It is seen from what precedes that a number of factors may be concerned in the genesis of prestige; among them success was always one of the most important. Every successful man, every idea that forces itself into recognition, ceases, ipso facto, to be called in question. The proof that success is one of the principal stepping-stones to prestige is that the disappearance of the one is almost always followed by the disappearance of the other. The hero whom the crowd acclaimed yesterday is insulted to-day should he have been overtaken by failure. The re-action, indeed, will be the stronger in proportion as the prestige has been great. The crowd in this case considers the fallen hero as an equal, and takes its revenge for having bowed to a superiority whose existence it no longer admits. While Robespierre was causing the execution of his colleagues and of a great number of his contemporaries, he possessed an immense prestige. When the transposition of a few votes deprived him of power, he immediately lost his prestige, and the crowd followed him to the guillotine with the self-same imprecations with which shortly before it had pursued his victims. Believers always break the statues of their former gods Gustave Le Bon, The Crowd, 81
with every symptom of fury.
Prestige lost by want of success disappears in a brief space of time. It can also be worn away, but more slowly by being subjected to discussion.
This latter power, however, is exceedingly sure. From the moment prestige is called in question it ceases to be prestige. The gods and men who have kept their prestige for long have never tolerated discussion. For the crowd to admire, it must be kept at a distance.
Chapter IV. Limitations of the Variability of the Beliefs and Opinions of Crowds..
1. Fixed Beliefs.
A close parallel exists between the anatomical and psychological characteristics of living beings.
In these anatomical characteristics certain invariable, or slightly variable, elements are met with, to change which the lapse is necessary of geological ages. Side by side with these fixed, indestructible features are to be found others extremely changeable, which the art of the breeder or horticulturist may easily modify, and at times to such an extent as to conceal the fundamental characteristics from an observer at all inattentive.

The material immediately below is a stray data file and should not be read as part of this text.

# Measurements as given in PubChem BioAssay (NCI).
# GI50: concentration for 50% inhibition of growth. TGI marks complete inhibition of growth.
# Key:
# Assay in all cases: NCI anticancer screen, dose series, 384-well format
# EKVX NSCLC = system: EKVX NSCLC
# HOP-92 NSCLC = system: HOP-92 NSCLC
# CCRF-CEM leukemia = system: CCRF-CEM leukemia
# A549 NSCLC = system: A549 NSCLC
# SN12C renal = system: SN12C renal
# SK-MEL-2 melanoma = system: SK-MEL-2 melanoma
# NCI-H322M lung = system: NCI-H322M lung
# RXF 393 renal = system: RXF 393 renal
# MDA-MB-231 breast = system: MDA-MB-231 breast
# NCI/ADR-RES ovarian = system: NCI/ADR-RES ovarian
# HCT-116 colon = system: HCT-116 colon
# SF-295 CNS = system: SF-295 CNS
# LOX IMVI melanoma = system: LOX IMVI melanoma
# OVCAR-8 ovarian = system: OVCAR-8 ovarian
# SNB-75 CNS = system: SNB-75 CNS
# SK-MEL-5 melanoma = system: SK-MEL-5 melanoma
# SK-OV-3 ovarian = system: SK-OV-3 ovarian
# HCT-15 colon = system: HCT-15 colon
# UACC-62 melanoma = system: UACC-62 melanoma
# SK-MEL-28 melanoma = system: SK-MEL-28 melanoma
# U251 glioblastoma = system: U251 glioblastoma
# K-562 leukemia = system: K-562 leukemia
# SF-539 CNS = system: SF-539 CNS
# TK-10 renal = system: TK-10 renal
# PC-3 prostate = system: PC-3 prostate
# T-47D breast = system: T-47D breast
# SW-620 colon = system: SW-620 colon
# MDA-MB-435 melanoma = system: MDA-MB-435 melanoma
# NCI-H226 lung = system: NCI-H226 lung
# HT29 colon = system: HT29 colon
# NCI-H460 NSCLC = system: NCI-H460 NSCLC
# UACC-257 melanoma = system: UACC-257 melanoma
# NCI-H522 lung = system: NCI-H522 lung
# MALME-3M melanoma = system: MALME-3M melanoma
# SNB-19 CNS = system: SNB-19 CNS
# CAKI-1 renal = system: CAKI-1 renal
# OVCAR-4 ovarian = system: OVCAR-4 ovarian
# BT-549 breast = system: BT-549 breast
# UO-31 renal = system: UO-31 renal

The same phenomenon is observed in the case of moral characteristics.
Alongside the unalterable psychological elements of a race, mobile and changeable elements are to be encountered. For this reason, in studying the beliefs and opinions of a people, the presence is always detected of a fixed groundwork on which are engrafted opinions as changing as the surface sand on a rock.
The opinions and beliefs of crowds may be divided, then, into two very distinct classes. On the one hand we have great permanent beliefs, which endure for several centuries, and on which an entire civilisation may rest.
Such, for instance, in the past were feudalism, Christianity, and Protestantism; and such, in our own time, are the nationalist principle and contemporary democratic and social ideas. In the second place, there are the transitory, changing opinions, the outcome, as a rule, of general conceptions, of which every age sees the birth and disappearance; examples in point are the theories which mould literature and the arts — those, for instance, which produced romanticism, naturalism, mysticism, &c. Opinions of this order are as superficial, as a rule, as fashion, and as changeable. They may be compared to Gustave Le Bon, The Crowd, 82
the ripples which ceaselessly arise and vanish on the surface of a deep lake.
The great generalised beliefs are very restricted in number. Their rise and fall form the culminating points of the history of every historic race. They constitute the real framework of civilisation.